There are several interesting things to note about this. The first is the way in which the events of the last year have already shifted the debate on immigration and border control more than anyone might have expected. For more than a generation, governments in the developed West have argued that high levels of immigration into Western countries are a fact of life; migration cannot be stopped altogether even if the governments of the developed countries wanted to do so.

But the events of the last year have shown this to be a lie. In an extreme event — on this occasion a global pandemic — countries around the world have shown that they are able to close their borders. Even Justin Trudeau’s Canada and Angela Merkel’s Germany, which have made a great show in recent years of being open to migration from around the world, did something that nobody could ever (before the pandemic) have expected them to do: they shut the borders and kept them shut.

The public and some wilier politicians will have noticed something here. If it is possible to close the borders to prevent a pandemic, then it should be possible to close the borders to prevent excessive migration. Whether you agree with the policy or not, it has suddenly become a viable option.

The only discussion, then, is whether a particular set of circumstances is serious enough for a pandemic border response to be enacted. Clearly there are many in France who think they are at this point. And that raises an important question over what is a more serious challenge to the long-term security of France: the Covid pandemic or the ongoing divisions and security concerns brought on by high levels of immigration?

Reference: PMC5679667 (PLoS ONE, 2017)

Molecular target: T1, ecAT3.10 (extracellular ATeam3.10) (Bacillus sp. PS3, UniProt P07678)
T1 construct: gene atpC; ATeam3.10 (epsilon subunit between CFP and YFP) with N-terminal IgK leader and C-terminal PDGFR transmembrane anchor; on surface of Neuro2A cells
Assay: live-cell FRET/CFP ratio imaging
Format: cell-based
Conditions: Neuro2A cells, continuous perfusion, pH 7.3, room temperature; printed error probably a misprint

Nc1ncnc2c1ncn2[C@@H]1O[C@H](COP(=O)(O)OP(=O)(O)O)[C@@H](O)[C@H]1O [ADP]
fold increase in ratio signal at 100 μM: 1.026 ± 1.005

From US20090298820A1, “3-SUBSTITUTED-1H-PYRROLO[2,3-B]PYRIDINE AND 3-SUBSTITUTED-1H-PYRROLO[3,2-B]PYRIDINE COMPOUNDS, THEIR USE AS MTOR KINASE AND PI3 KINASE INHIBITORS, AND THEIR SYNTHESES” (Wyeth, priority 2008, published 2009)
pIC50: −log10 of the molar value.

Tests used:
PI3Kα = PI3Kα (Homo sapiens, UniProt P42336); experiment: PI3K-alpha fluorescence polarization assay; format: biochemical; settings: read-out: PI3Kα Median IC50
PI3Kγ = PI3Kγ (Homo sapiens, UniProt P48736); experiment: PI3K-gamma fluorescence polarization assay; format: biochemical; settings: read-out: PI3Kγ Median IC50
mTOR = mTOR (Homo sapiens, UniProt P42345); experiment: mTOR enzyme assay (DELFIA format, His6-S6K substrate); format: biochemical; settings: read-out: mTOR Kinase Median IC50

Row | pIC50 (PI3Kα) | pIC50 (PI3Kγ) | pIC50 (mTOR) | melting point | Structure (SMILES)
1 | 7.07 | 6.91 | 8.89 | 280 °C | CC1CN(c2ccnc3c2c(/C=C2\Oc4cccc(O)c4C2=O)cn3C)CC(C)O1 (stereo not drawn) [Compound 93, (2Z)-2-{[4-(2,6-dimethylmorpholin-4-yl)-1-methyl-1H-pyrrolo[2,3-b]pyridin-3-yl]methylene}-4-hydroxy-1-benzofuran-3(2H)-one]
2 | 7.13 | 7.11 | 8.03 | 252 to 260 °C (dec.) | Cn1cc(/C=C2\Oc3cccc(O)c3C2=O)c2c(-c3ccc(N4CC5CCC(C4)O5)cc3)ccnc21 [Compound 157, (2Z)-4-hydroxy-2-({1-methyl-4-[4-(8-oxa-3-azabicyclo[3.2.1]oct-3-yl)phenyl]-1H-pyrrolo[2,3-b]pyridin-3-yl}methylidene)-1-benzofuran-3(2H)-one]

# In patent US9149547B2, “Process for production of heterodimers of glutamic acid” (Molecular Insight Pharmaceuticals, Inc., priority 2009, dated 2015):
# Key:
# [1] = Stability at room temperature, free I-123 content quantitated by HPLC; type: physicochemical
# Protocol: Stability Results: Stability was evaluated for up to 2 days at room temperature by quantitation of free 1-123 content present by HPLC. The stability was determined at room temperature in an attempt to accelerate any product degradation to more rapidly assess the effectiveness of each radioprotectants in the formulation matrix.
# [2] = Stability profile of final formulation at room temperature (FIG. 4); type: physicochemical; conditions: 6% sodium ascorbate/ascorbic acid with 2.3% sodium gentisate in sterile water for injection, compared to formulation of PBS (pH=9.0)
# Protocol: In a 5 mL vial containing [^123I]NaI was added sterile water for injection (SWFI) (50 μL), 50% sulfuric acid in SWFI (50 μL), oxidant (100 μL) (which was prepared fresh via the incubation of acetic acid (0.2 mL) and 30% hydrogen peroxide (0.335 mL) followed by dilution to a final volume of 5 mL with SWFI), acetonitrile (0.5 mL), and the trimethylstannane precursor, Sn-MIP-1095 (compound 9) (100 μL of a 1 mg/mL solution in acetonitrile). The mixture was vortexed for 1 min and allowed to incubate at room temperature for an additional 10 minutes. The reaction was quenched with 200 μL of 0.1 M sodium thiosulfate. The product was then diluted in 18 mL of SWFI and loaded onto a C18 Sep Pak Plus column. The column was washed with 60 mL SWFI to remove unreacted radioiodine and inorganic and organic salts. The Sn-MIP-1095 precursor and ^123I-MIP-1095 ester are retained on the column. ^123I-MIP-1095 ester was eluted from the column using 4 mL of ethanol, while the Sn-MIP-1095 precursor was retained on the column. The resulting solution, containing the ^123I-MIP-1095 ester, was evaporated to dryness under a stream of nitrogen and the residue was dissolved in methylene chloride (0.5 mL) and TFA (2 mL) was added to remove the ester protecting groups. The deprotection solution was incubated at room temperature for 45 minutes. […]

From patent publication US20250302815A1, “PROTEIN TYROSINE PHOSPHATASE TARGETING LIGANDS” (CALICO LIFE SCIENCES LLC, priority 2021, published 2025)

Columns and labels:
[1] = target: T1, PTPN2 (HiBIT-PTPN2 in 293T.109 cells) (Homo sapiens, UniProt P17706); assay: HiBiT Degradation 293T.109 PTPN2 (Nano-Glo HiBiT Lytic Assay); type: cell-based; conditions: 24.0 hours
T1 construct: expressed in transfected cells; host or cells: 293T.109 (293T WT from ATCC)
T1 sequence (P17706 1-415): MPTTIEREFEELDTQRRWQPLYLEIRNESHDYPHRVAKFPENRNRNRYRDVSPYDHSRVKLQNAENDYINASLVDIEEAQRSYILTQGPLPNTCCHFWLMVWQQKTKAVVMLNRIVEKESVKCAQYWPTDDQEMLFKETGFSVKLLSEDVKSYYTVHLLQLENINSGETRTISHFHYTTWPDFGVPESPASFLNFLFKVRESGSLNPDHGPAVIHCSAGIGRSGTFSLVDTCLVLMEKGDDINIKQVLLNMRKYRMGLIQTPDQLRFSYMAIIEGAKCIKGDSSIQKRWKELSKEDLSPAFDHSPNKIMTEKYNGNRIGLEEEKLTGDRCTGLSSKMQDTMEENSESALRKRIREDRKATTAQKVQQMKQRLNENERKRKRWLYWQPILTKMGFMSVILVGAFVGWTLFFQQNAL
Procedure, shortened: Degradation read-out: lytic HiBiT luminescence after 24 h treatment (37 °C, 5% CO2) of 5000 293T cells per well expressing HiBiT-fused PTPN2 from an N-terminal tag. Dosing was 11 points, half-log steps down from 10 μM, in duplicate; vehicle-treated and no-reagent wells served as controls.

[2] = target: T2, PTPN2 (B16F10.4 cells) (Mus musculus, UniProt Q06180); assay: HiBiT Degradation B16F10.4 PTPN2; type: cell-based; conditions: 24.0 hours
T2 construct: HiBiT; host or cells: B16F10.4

If you go to parts of Paris — even in the city centre — there are migrant tent communities set up that resemble somewhere in the third world, or California. As long as they exist, it is surely understandable for Parisians to wonder why this problem can’t be fixed.

Their Government has shown that it can mandate everyone to stay in their homes, lock the borders and force everyone to wear masks. Why can it not deal with the issue of mass migration? Clearly the thought is out there. Otherwise Mr Barnier would not have taken — utterly cynically, no doubt — up the cause.

And yet it is not just Covid that has changed things. Rather, as I described in The Strange Death of Europe, public opinion in France on immigration has long been shifting in this direction. Very few people, year on year, say that they are less concerned about integration; and very few believe that multicultural France has a happy future if migration continues at the rate of recent years.

Politicians of the Left as well as the Right have long been facing up to this. But the Barnier intervention — like that of the generals — is a demonstration that the political reality, as well as the political rhetoric, in France is changing. Things that were once unthinkable are now being proposed as national policy. No doubt that will all come as a shock to Mr Barnier’s former colleagues, but they would be unwise to ignore it.